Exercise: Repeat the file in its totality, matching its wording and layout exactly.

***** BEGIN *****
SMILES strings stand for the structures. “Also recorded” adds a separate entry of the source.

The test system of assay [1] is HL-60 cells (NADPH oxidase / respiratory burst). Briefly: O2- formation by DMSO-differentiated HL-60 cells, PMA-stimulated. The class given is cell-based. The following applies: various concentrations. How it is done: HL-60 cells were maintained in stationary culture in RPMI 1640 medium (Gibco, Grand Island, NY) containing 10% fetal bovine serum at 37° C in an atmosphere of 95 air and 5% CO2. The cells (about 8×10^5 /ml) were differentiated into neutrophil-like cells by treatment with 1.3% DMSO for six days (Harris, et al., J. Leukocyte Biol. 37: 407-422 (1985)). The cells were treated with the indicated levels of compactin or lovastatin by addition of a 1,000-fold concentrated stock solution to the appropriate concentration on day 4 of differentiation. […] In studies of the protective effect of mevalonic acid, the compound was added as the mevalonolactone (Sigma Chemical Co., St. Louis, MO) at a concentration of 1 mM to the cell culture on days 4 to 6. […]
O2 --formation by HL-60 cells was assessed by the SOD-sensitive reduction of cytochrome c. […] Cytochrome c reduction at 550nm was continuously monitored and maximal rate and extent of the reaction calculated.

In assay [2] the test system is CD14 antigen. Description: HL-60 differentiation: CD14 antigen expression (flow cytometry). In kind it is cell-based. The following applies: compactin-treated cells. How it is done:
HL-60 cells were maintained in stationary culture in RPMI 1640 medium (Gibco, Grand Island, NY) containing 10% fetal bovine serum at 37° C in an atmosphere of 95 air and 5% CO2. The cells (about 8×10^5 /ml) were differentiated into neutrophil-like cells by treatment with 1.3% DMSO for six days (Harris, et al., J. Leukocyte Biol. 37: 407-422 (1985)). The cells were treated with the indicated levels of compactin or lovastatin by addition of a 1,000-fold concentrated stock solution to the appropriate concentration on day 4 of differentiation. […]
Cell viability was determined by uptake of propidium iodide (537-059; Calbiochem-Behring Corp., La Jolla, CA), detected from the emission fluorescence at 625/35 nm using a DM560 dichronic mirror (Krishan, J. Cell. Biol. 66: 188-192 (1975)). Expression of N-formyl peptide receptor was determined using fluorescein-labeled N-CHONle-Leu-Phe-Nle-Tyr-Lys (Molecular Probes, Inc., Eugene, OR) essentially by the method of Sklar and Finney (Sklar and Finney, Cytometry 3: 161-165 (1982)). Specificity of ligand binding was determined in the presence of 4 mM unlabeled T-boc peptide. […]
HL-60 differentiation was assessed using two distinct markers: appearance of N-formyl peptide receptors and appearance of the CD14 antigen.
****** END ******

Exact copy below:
SMILES strings stand for the structures. “Also recorded” adds a separate entry of the source.

The test system of assay [1] is HL-60 cells (NADPH oxidase / respiratory burst). Briefly: O2- formation by DMSO-differentiated HL-60 cells, PMA-stimulated. The class given is cell-based. The following applies: various concentrations. How it is done: HL-60 cells were maintained in stationary culture in RPMI 1640 medium (Gibco, Grand Island, NY) containing 10% fetal bovine serum at 37° C in an atmosphere of 95 air and 5% CO2. The cells (about 8×10^5 /ml) were differentiated into neutrophil-like cells by treatment with 1.3% DMSO for six days (Harris, et al., J. Leukocyte Biol. 37: 407-422 (1985)). The cells were treated with the indicated levels of compactin or lovastatin by addition of a 1,000-fold concentrated stock solution to the appropriate concentration on day 4 of differentiation. […] In studies of the protective effect of mevalonic acid, the compound was added as the mevalonolactone (Sigma Chemical Co., St. Louis, MO) at a concentration of 1 mM to the cell culture on days 4 to 6. […]
O2 --formation by HL-60 cells was assessed by the SOD-sensitive reduction of cytochrome c. […] Cytochrome c reduction at 550nm was continuously monitored and maximal rate and extent of the reaction calculated.

In assay [2] the test system is CD14 antigen. Description: HL-60 differentiation: CD14 antigen expression (flow cytometry). In kind it is cell-based. The following applies: compactin-treated cells. How it is done:
HL-60 cells were maintained in stationary culture in RPMI 1640 medium (Gibco, Grand Island, NY) containing 10% fetal bovine serum at 37° C in an atmosphere of 95 air and 5% CO2. The cells (about 8×10^5 /ml) were differentiated into neutrophil-like cells by treatment with 1.3% DMSO for six days (Harris, et al., J. Leukocyte Biol. 37: 407-422 (1985)). The cells were treated with the indicated levels of compactin or lovastatin by addition of a 1,000-fold concentrated stock solution to the appropriate concentration on day 4 of differentiation. […]
Cell viability was determined by uptake of propidium iodide (537-059; Calbiochem-Behring Corp., La Jolla, CA), detected from the emission fluorescence at 625/35 nm using a DM560 dichronic mirror (Krishan, J. Cell. Biol. 66: 188-192 (1975)). Expression of N-formyl peptide receptor was determined using fluorescein-labeled N-CHONle-Leu-Phe-Nle-Tyr-Lys (Molecular Probes, Inc., Eugene, OR) essentially by the method of Sklar and Finney (Sklar and Finney, Cytometry 3: 161-165 (1982)). Specificity of ligand binding was determined in the presence of 4 mM unlabeled T-boc peptide. […]
HL-60 differentiation was assessed using two distinct markers: appearance of N-formyl peptide receptors and appearance of the CD14 antigen.